Easter Island statues and a lesson in misrepresentation

5 March 2012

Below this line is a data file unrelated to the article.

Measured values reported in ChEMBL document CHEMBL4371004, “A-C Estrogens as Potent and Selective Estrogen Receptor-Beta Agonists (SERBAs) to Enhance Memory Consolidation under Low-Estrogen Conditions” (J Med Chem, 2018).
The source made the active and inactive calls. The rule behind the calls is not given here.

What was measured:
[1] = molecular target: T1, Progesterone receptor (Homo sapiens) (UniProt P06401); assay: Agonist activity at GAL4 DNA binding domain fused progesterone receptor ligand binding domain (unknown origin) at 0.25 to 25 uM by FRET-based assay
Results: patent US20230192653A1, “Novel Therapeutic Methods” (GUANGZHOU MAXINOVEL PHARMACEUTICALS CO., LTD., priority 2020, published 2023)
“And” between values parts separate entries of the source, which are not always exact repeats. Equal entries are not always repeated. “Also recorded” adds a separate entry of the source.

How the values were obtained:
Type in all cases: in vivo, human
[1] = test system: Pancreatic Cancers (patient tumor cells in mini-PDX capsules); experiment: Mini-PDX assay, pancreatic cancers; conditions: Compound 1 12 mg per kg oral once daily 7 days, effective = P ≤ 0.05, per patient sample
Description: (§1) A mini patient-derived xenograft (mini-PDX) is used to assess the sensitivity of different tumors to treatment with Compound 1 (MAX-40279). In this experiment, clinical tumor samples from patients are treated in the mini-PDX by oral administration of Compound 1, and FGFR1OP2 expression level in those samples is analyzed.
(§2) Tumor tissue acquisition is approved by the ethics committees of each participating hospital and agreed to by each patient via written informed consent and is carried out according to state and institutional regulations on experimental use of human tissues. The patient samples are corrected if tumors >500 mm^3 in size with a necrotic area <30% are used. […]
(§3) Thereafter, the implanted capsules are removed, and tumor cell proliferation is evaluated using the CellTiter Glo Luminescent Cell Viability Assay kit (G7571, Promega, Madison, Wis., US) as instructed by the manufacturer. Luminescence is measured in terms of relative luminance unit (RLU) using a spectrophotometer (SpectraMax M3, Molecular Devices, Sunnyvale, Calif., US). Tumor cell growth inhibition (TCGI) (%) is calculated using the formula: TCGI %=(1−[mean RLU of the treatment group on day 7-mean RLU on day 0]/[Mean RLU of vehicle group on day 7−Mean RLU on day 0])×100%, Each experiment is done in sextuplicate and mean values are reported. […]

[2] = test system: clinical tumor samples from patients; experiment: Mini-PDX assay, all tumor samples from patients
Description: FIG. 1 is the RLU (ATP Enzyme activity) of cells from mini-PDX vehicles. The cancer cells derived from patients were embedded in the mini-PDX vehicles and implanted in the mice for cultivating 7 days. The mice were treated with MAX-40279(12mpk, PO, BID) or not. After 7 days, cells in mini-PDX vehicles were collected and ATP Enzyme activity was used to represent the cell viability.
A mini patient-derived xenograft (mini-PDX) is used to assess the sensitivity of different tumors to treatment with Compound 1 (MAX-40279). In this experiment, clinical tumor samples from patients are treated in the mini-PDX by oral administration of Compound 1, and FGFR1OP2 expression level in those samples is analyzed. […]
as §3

The Times (Feb 23rd, 2012) has a report by correspondent Tom Whipple on the famous statues of Easter Island and the current excavations taking place there by a team under the guidance of Colin Richards. It seems he is critical of recent environmentalist whoppers that have blamed the islanders for the plight they find themselves in – rather than loot hungry westerners in sailing ships. The term the environmentalists that re-write history use is ecocide (Jared Diamond, Collapse, 2005). This is presented as an example of what humans are doing to our modern world – committing ecocide, just like the Easter Islanders. It is trotted out parrot fashion at environmental and governmental conferences all over the world and amazingly it makes politicians feel satisfied with themselves. It is an important meme of the gospel of CAGW – proof humans are modifying their own nests to their detriment. This semi-religious 'cant' is like a stone wall – resistant to criticism. Richards seeks to show the error of the environmentalist way and has been digging in the quarry to find out what really happened. Lots of statues, or moai, remain in the quarry, and along the road leading to the quarry. He thinks they were not abandoned – the consensus theory (oh no, not another consensus that was adopted with too little investigation of reality) and were meant to be at the quarry – because it was in some way sacred to the people. The moai along the road have in many cases been toppled but their platforms can still be seen and it all looks like a purposeful design. The frequency of moai increases as the road approaches the quarry which lends weight to the theory. In addition, Easter Island's rock strewn and deforested landscape is regarded as worthless as far as farming s concerned but recent research has shown the rocks were carefully laid out and the land was productive – before the advent of the sailing ships.

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